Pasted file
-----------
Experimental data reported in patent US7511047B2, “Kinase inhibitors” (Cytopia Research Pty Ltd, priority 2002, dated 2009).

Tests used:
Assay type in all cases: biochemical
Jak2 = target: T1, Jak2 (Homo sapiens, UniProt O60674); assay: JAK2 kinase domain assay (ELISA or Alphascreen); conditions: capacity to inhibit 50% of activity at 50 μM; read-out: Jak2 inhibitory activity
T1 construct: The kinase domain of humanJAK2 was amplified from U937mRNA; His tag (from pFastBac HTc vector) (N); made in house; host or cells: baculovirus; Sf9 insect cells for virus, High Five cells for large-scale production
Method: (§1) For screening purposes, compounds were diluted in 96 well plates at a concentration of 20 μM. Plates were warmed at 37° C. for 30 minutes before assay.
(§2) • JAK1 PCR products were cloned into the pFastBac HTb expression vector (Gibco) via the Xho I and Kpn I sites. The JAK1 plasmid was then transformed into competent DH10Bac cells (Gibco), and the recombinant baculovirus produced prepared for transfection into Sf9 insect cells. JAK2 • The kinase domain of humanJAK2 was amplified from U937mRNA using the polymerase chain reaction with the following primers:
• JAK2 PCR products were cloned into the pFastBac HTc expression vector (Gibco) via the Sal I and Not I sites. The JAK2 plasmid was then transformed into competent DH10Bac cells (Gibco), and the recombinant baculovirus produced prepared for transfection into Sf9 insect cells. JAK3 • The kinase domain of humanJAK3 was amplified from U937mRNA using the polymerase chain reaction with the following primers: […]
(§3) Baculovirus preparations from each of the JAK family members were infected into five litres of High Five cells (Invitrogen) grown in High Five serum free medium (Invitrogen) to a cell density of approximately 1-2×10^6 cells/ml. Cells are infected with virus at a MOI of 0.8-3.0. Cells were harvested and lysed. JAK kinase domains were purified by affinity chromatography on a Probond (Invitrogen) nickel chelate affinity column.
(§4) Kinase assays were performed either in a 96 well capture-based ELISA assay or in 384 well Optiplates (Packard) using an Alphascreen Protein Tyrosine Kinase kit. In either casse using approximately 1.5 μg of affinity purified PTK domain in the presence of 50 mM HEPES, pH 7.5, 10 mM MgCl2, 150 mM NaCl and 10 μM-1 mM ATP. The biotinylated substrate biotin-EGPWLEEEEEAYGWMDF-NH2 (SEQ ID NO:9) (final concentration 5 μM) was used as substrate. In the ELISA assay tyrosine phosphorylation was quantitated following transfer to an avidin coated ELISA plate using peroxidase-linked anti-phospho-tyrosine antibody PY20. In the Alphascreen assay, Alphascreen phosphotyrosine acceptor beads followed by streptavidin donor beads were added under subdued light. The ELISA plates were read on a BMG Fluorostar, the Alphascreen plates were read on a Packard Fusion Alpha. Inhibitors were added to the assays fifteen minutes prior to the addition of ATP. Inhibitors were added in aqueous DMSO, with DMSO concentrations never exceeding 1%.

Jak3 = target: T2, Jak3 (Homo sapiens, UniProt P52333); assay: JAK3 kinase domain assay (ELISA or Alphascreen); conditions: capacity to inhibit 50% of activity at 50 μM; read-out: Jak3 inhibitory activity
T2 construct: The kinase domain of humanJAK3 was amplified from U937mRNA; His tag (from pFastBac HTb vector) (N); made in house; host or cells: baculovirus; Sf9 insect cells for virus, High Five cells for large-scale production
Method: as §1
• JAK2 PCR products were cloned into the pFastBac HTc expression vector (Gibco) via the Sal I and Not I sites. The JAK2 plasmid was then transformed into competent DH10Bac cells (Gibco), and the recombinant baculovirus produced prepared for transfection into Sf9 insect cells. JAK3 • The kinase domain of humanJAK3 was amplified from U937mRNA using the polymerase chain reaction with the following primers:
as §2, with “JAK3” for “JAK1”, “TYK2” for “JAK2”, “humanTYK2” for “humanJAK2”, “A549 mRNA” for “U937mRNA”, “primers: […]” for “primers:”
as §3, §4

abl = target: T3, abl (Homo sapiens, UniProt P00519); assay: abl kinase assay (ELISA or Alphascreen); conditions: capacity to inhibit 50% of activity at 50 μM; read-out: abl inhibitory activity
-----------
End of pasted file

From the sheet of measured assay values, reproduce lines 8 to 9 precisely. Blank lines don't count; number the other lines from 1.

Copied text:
• JAK2 PCR products were cloned into the pFastBac HTc expression vector (Gibco) via the Sal I and Not I sites. The JAK2 plasmid was then transformed into competent DH10Bac cells (Gibco), and the recombinant baculovirus produced prepared for transfection into Sf9 insect cells. JAK3 • The kinase domain of humanJAK3 was amplified from U937mRNA using the polymerase chain reaction with the following primers: […]
(§3) Baculovirus preparations from each of the JAK family members were infected into five litres of High Five cells (Invitrogen) grown in High Five serum free medium (Invitrogen) to a cell density of approximately 1-2×10^6 cells/ml. Cells are infected with virus at a MOI of 0.8-3.0. Cells were harvested and lysed. JAK kinase domains were purified by affinity chromatography on a Probond (Invitrogen) nickel chelate affinity column.